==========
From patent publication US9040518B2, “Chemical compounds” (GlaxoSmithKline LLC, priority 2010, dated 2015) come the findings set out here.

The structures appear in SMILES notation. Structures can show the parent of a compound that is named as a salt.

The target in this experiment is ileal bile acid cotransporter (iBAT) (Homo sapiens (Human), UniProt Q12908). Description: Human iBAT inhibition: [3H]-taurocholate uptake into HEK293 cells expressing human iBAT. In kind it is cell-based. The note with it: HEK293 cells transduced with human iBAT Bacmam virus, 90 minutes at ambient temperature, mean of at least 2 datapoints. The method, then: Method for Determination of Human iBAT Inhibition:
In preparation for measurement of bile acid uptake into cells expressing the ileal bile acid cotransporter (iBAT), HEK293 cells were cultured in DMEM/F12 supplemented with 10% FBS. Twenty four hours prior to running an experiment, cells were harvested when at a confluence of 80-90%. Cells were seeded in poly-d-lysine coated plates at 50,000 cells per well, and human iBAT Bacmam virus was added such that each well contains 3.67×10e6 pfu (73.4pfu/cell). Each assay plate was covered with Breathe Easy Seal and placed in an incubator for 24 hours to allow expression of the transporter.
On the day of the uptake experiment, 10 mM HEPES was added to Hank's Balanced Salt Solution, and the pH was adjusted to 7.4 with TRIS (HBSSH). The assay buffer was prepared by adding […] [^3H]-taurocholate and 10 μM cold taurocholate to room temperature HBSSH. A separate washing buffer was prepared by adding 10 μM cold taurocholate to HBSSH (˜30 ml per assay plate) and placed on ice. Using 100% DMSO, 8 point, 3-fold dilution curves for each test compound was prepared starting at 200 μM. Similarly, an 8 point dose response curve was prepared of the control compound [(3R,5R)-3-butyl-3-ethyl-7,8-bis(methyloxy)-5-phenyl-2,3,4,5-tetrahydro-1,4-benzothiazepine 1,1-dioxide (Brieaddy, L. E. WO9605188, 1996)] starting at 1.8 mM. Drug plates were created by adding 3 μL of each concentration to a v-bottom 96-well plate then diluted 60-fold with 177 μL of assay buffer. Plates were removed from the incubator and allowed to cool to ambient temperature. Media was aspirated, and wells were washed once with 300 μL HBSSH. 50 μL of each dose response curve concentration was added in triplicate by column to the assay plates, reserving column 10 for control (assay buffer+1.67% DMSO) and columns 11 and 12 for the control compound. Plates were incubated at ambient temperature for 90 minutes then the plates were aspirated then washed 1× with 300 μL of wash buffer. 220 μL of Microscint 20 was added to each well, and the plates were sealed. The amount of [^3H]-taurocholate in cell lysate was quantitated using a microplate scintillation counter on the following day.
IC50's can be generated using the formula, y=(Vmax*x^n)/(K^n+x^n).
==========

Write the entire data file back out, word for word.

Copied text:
From patent publication US9040518B2, “Chemical compounds” (GlaxoSmithKline LLC, priority 2010, dated 2015) come the findings set out here.

The structures appear in SMILES notation. Structures can show the parent of a compound that is named as a salt.

The target in this experiment is ileal bile acid cotransporter (iBAT) (Homo sapiens (Human), UniProt Q12908). Description: Human iBAT inhibition: [3H]-taurocholate uptake into HEK293 cells expressing human iBAT. In kind it is cell-based. The note with it: HEK293 cells transduced with human iBAT Bacmam virus, 90 minutes at ambient temperature, mean of at least 2 datapoints. The method, then: Method for Determination of Human iBAT Inhibition:
In preparation for measurement of bile acid uptake into cells expressing the ileal bile acid cotransporter (iBAT), HEK293 cells were cultured in DMEM/F12 supplemented with 10% FBS. Twenty four hours prior to running an experiment, cells were harvested when at a confluence of 80-90%. Cells were seeded in poly-d-lysine coated plates at 50,000 cells per well, and human iBAT Bacmam virus was added such that each well contains 3.67×10e6 pfu (73.4pfu/cell). Each assay plate was covered with Breathe Easy Seal and placed in an incubator for 24 hours to allow expression of the transporter.
On the day of the uptake experiment, 10 mM HEPES was added to Hank's Balanced Salt Solution, and the pH was adjusted to 7.4 with TRIS (HBSSH). The assay buffer was prepared by adding […] [^3H]-taurocholate and 10 μM cold taurocholate to room temperature HBSSH. A separate washing buffer was prepared by adding 10 μM cold taurocholate to HBSSH (˜30 ml per assay plate) and placed on ice. Using 100% DMSO, 8 point, 3-fold dilution curves for each test compound was prepared starting at 200 μM. Similarly, an 8 point dose response curve was prepared of the control compound [(3R,5R)-3-butyl-3-ethyl-7,8-bis(methyloxy)-5-phenyl-2,3,4,5-tetrahydro-1,4-benzothiazepine 1,1-dioxide (Brieaddy, L. E. WO9605188, 1996)] starting at 1.8 mM. Drug plates were created by adding 3 μL of each concentration to a v-bottom 96-well plate then diluted 60-fold with 177 μL of assay buffer. Plates were removed from the incubator and allowed to cool to ambient temperature. Media was aspirated, and wells were washed once with 300 μL HBSSH. 50 μL of each dose response curve concentration was added in triplicate by column to the assay plates, reserving column 10 for control (assay buffer+1.67% DMSO) and columns 11 and 12 for the control compound. Plates were incubated at ambient temperature for 90 minutes then the plates were aspirated then washed 1× with 300 μL of wash buffer. 220 μL of Microscint 20 was added to each well, and the plates were sealed. The amount of [^3H]-taurocholate in cell lysate was quantitated using a microplate scintillation counter on the following day.
IC50's can be generated using the formula, y=(Vmax*x^n)/(K^n+x^n).